- is no longer contributing to the Canada or Quebec Pension Plan and to the National Insurance Scheme of St. Vincent and the Grenadines; or
- he/she is still contributing to the Canada Pension Plan but has substantially ceased working i.e. if when the pension begins, the annual rate of earnings from employment or self-employment does not exceed the annual amount of the maximum retirement pension payable to a person whose pension begins at age 65
- has reached age 65 (regardless of whether he/she is still working)

8. How does a person qualify for a Canada Pension Plan disability pension?
A person may qualify for a Canada Pension Plan disability Pension if he/she:
- has become disabled, and
- has not yet reached age 65, and
- has made contributions to the Canada plan since January 1966
- has contributed to the Canada Pension Plan or the National Insurance Scheme of St. Vincent and the Grenadines during four of the six years immediately prior to his/her disablement.

A person can only claim this benefit if the person's disability is of an indefinite duration or is likely to result in death or if the person cannot regularly pursue any substantially gainful occupation.

9. Can a disabled person's children claim disability pension?
Yes. If a person qualifies for a disability and he/she has dependent children (including adopted children) in his/her care, the child may qualify for a disabled contributor's child benefit if he/she is:
- under age 18, or
- between the ages of 18 and 25 in full-time attendance at school or university

10. How does a person qualify for a Canada Pension Plan Surviving spouse's pension?
A person may qualify for a Canada Pension Plan surviving spouse's pension if his/her spouse:
- is deceased, and
- had made contributions to the Canada Pension Plan since 1966
- had contributed to the Canada Pension Plan or the National Insurance Scheme of St. Vincent and the Grenadines for a minimum period (which can vary between three and ten years, depending on the spouse's age at the time of death) and if he/she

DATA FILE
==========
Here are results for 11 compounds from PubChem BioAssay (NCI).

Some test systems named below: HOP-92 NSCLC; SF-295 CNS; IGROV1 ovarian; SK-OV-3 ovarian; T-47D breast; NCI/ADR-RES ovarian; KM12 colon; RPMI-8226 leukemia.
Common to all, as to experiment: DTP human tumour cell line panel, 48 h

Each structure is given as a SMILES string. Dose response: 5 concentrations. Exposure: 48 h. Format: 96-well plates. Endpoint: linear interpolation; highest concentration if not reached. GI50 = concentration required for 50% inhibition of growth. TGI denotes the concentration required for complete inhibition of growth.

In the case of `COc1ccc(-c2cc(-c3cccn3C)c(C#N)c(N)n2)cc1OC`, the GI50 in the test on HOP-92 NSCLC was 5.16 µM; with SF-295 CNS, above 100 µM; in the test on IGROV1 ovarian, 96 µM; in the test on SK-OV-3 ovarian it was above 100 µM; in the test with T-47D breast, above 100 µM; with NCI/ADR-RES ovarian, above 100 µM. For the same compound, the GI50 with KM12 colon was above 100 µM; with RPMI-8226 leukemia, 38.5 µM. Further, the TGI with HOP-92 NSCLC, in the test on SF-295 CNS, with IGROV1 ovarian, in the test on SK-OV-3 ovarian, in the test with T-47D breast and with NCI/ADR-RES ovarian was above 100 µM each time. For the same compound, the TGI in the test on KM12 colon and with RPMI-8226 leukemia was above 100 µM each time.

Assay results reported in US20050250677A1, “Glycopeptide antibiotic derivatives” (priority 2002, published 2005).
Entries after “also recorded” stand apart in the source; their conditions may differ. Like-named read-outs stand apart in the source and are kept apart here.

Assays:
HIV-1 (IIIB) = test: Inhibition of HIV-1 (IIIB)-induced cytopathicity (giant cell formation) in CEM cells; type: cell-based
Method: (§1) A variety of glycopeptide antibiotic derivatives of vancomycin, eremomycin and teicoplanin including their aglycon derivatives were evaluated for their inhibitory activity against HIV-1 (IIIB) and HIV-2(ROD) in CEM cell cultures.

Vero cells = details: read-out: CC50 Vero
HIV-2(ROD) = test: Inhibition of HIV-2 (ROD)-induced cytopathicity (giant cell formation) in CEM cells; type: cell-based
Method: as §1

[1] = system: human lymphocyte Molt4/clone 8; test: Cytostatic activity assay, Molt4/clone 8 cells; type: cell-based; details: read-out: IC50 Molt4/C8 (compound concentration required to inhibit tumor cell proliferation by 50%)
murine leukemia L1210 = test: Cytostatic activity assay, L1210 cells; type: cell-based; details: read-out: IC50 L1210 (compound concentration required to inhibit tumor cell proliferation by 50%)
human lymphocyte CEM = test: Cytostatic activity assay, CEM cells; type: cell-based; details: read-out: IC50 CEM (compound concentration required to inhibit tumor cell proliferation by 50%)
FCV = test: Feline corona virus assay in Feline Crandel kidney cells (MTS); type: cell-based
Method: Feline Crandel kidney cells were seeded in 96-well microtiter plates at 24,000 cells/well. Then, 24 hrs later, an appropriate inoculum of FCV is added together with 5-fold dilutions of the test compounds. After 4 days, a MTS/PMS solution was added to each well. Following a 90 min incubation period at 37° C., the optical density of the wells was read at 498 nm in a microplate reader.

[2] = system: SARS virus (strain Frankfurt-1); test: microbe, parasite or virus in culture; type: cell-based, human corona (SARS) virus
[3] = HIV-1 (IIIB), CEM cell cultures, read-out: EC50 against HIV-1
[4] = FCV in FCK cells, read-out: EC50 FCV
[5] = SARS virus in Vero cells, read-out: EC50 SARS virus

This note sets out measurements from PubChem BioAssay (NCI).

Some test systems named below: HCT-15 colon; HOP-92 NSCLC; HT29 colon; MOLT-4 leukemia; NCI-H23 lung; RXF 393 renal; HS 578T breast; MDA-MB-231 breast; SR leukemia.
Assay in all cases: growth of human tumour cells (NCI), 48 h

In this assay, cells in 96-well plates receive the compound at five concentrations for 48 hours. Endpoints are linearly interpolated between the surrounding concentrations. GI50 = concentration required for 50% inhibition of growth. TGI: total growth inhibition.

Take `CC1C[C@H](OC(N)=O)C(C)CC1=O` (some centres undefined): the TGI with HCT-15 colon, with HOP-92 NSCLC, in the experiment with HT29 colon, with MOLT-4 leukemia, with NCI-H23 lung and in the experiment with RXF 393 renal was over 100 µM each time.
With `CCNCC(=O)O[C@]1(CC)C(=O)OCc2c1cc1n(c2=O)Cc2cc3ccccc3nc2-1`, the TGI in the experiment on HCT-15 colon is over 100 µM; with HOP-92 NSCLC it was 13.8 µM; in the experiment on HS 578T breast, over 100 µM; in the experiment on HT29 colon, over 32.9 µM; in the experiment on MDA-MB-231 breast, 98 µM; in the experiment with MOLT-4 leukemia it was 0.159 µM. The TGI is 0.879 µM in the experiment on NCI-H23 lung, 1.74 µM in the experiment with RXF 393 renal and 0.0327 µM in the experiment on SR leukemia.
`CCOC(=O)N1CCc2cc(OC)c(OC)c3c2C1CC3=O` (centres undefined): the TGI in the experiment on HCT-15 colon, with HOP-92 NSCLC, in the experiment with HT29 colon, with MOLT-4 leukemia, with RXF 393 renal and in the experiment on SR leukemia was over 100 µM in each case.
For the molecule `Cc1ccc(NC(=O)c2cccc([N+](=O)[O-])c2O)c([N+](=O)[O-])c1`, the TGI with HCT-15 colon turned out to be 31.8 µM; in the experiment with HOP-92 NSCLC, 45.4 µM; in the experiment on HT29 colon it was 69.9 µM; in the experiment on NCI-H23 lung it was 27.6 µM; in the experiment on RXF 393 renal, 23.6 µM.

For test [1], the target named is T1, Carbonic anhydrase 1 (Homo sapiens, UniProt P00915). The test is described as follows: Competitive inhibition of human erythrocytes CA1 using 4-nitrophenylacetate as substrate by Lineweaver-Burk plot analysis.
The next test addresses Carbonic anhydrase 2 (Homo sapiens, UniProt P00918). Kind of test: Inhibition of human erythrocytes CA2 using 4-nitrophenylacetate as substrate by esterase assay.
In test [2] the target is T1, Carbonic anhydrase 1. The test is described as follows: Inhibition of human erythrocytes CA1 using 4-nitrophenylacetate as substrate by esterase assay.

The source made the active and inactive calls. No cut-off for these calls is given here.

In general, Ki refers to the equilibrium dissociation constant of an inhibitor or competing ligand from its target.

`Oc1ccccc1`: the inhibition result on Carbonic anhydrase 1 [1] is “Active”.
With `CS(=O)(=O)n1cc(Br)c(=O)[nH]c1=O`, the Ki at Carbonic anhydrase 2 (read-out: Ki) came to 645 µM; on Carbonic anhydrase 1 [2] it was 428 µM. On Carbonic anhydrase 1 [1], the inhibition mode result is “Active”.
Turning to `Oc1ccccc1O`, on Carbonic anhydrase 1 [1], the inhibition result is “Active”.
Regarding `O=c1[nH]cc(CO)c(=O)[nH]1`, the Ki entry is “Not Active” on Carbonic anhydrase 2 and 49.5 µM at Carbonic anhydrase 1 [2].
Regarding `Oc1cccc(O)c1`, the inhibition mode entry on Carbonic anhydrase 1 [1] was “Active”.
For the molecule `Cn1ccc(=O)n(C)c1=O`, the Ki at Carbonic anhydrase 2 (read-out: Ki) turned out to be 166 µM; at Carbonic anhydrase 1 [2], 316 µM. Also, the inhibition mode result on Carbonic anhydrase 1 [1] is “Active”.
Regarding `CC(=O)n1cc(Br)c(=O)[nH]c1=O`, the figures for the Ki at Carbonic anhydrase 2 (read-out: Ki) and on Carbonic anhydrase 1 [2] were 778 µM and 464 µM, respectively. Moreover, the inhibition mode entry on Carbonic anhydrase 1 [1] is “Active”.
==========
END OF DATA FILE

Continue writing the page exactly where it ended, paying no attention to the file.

- had reached age 35 at the time of the spouse's death, or
had not reached age 35 at the time of the spouses' death but
- is disabled
- was caring for a dependent child (including an adopted child) at the time of the spouse's death

Surviving spouse's pensions are payable under the same conditions to widows and widowers and in common-law relationships. Pensions are payable even if the person remarries.

11. How does a person qualify for an orphan's benefit under the Canada Pension Plan Orphan's Benefit?
A dependent child (including an adopted child) of a deceased person may qualify for an orphans benefit if he/she is:
- under age 18, or
- between the ages of 18 and 25 and in full time attendance at school or university, and if the deceased parent:
- had made contributions to the Canada Pension Plan since January 1966, and
- had contributed to the Canada Pension Plan or the National Insurance Scheme of St. Vincent and the Grenadines for a minimum period (which can vary between three and ten years, depending on the contributor's age at the time of death)

12. Who qualifies for a Canada Pension Plan Death Benefit?
A single-payment death benefit may be paid to the estate of a deceased person, or, in the absence of an estate to the person responsible for the funeral expenses, the surviving spouse or the next of kin, if the deceased person.
- had made contributions to the Canada Pension Plan anytime since the start of the plan in January 1966 and
- had contributed to the Canada Pension Plan or the National Insurance Scheme of St. Vincent and the Grenadines
for a minimum period (which can vary between three and 10 years depending on the contributor's age at the time
of death)